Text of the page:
Facebook also recently started allowing people to opt out of SocialAds, which tell members which of their friends have signed on as fans of particular marketers. One of the complaints about that program is that it violates users' right of publicity -- a variation of privacy rights -- by harnessing their name and image for commercial purposes. Users still can't opt out of receiving the ads, but can at least veto the use of their own image in product endorsements.
Considering that the site has been plagued with privacy complaints since at least September 2006, when it introduced RSS news feeds to inform members of changes to their friends' profiles, not to mention the debacle of Beacon -- a program that told members about their friends' purchases -- any move to enhance privacy can only help the company's reputation.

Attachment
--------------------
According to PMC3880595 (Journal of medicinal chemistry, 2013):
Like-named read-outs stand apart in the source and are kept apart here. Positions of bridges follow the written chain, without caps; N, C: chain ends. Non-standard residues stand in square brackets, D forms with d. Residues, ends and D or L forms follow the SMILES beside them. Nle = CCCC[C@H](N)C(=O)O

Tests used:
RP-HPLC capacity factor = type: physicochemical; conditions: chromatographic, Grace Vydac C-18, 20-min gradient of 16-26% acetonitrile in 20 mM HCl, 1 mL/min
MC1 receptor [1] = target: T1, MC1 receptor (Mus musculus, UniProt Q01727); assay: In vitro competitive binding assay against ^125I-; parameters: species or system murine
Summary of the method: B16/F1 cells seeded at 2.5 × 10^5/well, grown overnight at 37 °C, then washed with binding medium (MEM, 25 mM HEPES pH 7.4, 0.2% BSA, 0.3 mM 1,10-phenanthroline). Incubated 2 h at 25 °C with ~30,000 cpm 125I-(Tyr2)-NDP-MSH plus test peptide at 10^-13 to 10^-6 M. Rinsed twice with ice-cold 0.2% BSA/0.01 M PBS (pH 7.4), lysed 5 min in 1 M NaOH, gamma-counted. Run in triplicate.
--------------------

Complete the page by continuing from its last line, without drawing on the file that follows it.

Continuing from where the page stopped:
With the new controls, it also appears the site is increasingly taking on the traits of an e-mail channel or other utility. For instance, if users want to share a photo with just two or three people, they can now upload it to the site and use the privacy controls to grant access to just those people, rather than e-mailing it to them. Additionally, Facebook is taking another step in the utility direction with a new IM program, set to launch in the next two weeks